Bipartisan Legislation Introduced to Expedite Access to Medical Marijuana for Critically Ill Patients
On April 28, Assembly Minority Leader Brian M. Kolb (R-Canandaigua) and I introduced legislation (A. 7060) to direct the New York State Health Department to establish a program immediately to enable critically ill patients obtain emergency access to medical marijuana. The Assembly Health Committee (which I chair) reported the bill out later that day.
In 2014, Governor Cuomo signed into law a watered down version of the medical marijuana bill I sponsored. He said he wanted the State Health Commissioner to do everything he could to get medical marijuana to children suffering from life-threatening forms of epilepsy. To date, however, not one patient has received medical marijuana, and at least three children who might have benefited from this well-known form of medical marijuana have died since the bill was passed.
Bills to Ban Discrimination Against Transgender New Yorkers and "Conversion Therapy" Advance Through Assembly
On April 28, activists for LGBT rights from all across New York State converged on Albany for "Equality and Justice Day." Hundreds of New Yorkers lobbied their legislators on two important bills: the Gender Expression Non-Discrimination Act (GENDA, A. 4558A), legislation I've introduced along with Senator Dan Squadron (D-Brooklyn & Manhattan) to protect transgender New Yorkers by banning discrimination on the basis of gender expression or identity; and A. 4958, a bill introduced by Assembly Member Deborah Glick (D-Manhattan) and Senator Brad Hoylman (D-Manhattan) that would prohibit mental health professionals from engaging in so-called "conversion therapy" to change the sexual orientation of minors.
The Assembly has passed GENDA seven years in a row, but it has not been acted on in the State Senate. With 19 states already having enacted some legal protections for transgender persons, GENDA is civil rights legislation that is long overdue.
Time for a Rent Freeze - Even a Roll-Back!
Last month the New York City Rent Guidelines Board (RGB), the nine-member panel that establishes rent adjustments every year for apartments in New York City subject to the Rent Stabilization Law, issued a report showing that landlord operating costs in rent-stabilized apartments increased by just 0.5% in the past year - the lowest such increase since 2002. Following the study's release, I and many others called on the RGB to freeze or lower rents for rent-stabilized tenants renewing leases between October 1, 2015 and September 30, 2016. Last year the RGB gave landlords a 1% increase for one-year leases and a 2.75% hike for two-year leases. And for years, rent stabilization increases have often well exceeded actual increases in costs. Yet, at its meeting in April, the RGB proposed this range of increases for rent stabilized apartments and lofts:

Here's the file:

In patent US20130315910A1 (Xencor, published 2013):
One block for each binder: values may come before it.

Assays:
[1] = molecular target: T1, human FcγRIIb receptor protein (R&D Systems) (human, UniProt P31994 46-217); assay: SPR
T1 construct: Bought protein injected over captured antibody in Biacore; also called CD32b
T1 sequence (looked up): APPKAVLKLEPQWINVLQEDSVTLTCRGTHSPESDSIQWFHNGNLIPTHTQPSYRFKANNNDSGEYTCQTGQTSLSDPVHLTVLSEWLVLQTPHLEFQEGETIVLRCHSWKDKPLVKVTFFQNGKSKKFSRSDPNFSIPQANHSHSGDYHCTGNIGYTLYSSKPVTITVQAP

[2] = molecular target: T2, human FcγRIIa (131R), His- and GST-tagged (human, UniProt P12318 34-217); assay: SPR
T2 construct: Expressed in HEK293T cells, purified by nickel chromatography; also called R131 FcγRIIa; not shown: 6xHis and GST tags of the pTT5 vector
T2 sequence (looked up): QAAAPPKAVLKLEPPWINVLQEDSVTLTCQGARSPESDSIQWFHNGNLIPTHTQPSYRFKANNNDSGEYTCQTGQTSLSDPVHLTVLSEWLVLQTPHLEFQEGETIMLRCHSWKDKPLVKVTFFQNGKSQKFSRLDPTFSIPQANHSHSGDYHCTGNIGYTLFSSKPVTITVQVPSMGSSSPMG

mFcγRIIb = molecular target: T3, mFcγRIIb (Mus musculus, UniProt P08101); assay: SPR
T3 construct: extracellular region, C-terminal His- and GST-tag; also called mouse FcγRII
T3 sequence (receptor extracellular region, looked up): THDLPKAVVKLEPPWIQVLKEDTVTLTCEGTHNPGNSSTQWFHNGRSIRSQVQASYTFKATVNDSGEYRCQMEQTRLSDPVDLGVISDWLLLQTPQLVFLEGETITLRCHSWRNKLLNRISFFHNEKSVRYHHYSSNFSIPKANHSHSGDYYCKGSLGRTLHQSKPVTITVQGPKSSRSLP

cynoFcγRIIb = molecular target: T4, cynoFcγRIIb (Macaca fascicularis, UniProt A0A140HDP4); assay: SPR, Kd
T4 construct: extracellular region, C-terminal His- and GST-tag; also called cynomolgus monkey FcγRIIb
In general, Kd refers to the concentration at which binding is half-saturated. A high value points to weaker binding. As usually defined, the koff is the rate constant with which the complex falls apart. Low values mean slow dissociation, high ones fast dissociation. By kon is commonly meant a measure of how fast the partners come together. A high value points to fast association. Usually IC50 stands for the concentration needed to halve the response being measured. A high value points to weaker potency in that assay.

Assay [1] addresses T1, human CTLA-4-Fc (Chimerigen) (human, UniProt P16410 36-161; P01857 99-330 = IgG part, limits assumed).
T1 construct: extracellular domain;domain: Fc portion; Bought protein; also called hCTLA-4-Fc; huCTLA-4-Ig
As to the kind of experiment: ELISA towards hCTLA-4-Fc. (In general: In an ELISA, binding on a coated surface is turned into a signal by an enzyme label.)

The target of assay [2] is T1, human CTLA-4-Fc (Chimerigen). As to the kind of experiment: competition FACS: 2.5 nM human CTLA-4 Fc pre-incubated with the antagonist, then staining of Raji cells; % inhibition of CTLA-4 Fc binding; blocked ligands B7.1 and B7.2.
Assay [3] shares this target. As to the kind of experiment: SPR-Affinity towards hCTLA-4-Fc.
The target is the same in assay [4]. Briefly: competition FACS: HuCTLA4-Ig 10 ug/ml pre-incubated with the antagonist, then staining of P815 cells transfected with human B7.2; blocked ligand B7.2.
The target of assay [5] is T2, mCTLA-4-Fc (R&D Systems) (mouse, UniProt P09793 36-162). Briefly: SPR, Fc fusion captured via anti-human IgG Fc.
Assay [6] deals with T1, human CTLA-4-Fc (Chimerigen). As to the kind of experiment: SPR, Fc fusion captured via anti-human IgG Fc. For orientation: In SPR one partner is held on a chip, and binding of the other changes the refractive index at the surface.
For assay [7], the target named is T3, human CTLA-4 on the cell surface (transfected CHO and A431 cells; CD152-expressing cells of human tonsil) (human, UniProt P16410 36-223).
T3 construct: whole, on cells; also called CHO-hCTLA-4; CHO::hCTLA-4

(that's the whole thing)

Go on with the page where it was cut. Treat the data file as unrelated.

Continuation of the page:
- For a one-year renewal lease commencing on or after October 1, 2015 and on or before September 30, 2016: 0% - 2%
- For a two-year renewal lease commencing on or after October 1, 2015 and on or before September 30, 2016: 0.5% - 3.5%
Too many New Yorkers find it harder and harder to make ends meet. With landlords realizing huge cost savings in the past year, it's time for the Board to pass those savings on to tenants. The Rent Guidelines Board must end the business-as-usual practice of granting automatic rent hikes to real estate interests every year. The RGB's own study shows that freezing or lowering rents for a million rent-stabilized households is an appropriate and responsible step that will help keep city living affordable for millions of New Yorkers without subjecting property owners to any financial burden.
Last year, the RGB ignored calls for a rent freeze, and it turns out the increases they allowed gave landlords a windfall higher than their costs, which the RGB now shows have stayed virtually flat. It's overdue to give families some relief.
Hearing on Bill to Require Health Warnings on Sugary Drinks
On April 13, the Assembly Committee on Consumer Affairs & Protection, chaired by Jeffrey Dinowitz (D-Bronx) and the Assembly Committee on Health, chaired by me, held a hearing on a bill to require health warning labels on sugary beverages. The legislation would increase consumer awareness of the health risks of sugar-sweetened beverages, including many soft drinks, energy drinks, sweet teas, and sports drinks.